This pair of images from the radar altimeter instrument on the U.S./France Jason mission reveals information on wind speeds and wave heights of Tropical Cyclone Gonu, which reached Category 5 strength in the Arabian Sea prior to landfall in early June 2007. Strong winds near 20 meters per second and wave heights of greater than 5 meters were recorded. These high waves are extremely rare in the Arabian Sea and exacerbated heavy flooding from the storm surge over much of the Oman coastline.

The U.S. portion of the Jason mission is managed by JPL for NASA's Science Mission Directorate, Washington, D.C. Research on Earth's oceans using Jason and other space-based capabilities is conducted by NASA's Science Mission Directorate to better understand and protect our home planet.

2007-01-01

128

A numerical investigation of supercells in landfalling tropical cyclones  

NASA Astrophysics Data System (ADS)

Supercell thunderstorms are known to occur in the outer rainbands of tropical cyclones (TCs), and these cells are of interest because they are occasionally tornadic. A series of multi-scale quasi-idealized TC simulations are used to study the development of outer rainband supercells. Within the environment of landfalling TCs, the sea-to-land transition of the rainbands is found to locally benefit supercell development onshore due in part to (1) enhanced surface-based destabilization during the day and (2) increased surface friction slowing and backing the low-level winds. Landfall time of day is shown to have a substantial impact on the average number, strength, and lifetime of the ensemble of simulated supercells. These idealized simulations represent a first attempt at controlled hypothesis tests for supercell and tornado ingredients within the context of a highly resolved parent TC.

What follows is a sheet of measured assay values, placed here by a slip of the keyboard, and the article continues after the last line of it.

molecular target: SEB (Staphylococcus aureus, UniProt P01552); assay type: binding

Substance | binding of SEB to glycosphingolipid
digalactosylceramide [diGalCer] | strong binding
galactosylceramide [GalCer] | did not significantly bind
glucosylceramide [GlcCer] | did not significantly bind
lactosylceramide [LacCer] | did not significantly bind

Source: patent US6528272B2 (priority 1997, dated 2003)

Morin, M. J.; Parker, M. D.

2011-05-01

129

Can existing climate models be used to study anthropogenic changes in tropical cyclone climate?  

Microsoft Academic Search

The utility of current generation climate models for studying the influence of greenhouse warming on the tropical storm climatology is examined. A method developed to identify tropical cyclones is applied to a series of model integrations. The global distribution of tropical storms is simulated by these models in a generally realistic manner. While the model resolution is insufficient to reproduce

A. J. Broccoli; S. Manabe

1990-01-01

130

The Relationship between the Southern Oscillation and Tropical Cyclone Frequency in the Australian Region.  

NASA Astrophysics Data System (ADS)